9. @D

    “Any honest assessment by the Democrats of the reasons for their failure to win the election would be part of taking responsibility – blaming everyone else is not. For example: polls had Sanders winning an election against Trump at a time when he was talking about universal health care and education; railing against the excesses of Wall St and the need for stronger regulation and so on. The DNC ditched or watered down all those positions and more. Then they lost.”

    This account might make more sense if the guy who won hadn’t run a sham for-profit university, promised to repeal Obamacare and replace it with “free market principles”, and campaigned on re-deregulating the financial sector (along with just about everything else).

    The exit polls show that Clinton won voters whose chief concerns were economic.

  10. The Democrats ran the campaign they ran, with the candidate they ran and the policies they ran. And they lost.

    Please answer this:

    What are the “guard rails” that failed and the “systematic failure” you are talking about, and how did they not work the way they are supposed to have in order to have prevented Trump winning the election?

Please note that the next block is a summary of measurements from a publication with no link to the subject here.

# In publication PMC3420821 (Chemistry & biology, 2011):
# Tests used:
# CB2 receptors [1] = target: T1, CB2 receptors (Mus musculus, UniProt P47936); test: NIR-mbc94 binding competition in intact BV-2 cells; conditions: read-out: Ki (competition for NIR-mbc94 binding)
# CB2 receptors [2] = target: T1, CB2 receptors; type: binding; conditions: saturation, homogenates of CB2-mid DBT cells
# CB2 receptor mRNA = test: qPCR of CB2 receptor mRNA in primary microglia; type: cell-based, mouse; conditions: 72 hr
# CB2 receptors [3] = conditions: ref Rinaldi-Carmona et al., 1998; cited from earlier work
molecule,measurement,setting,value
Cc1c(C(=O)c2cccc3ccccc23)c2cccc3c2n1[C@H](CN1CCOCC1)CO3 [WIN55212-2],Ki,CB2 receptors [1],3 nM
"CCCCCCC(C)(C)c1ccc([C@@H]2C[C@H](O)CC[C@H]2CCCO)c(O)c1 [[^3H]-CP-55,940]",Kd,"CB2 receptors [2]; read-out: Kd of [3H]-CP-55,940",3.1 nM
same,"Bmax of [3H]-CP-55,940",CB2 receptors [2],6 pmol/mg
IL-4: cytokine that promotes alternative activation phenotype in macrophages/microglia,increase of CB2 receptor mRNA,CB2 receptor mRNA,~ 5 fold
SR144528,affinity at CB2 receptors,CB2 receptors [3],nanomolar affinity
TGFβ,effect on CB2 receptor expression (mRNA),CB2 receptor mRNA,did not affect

11. Apparently the FBI and the ODNI (which sits atop all US “intelligence” agencies) are equivocating on the “Russian” angle which has been so strongly pushed by the CIA/Clinton/MSM axis.

    The bogus, anonymous, secret CIA “report” looks like it’s being hung out to dry.

  12. @D

    Again, this is Trump-level BS.

    All these agencies argue that Russia was behind the hacking; the disagreement is about proving that the hacking was designed to help Trump win.

    The conclusion that Russia wanted Trump to win can be drawn by any rational person using information in the public domain—including the one-sided nature of the attacks; Trump’s statements, policies and appointments; responses in Russia to Trump’s victory; the likelihood of Trump damaging US institutions; and so on.

  13. So the new solicitor-general was counsel assisting the building industry royal commission, which I think is sufficient to disqualify him.

    There’s a few other cases listed on the victorian bar’s profile of him… lots of immigration stuff, but no mention of which side he was taking or how successful he was.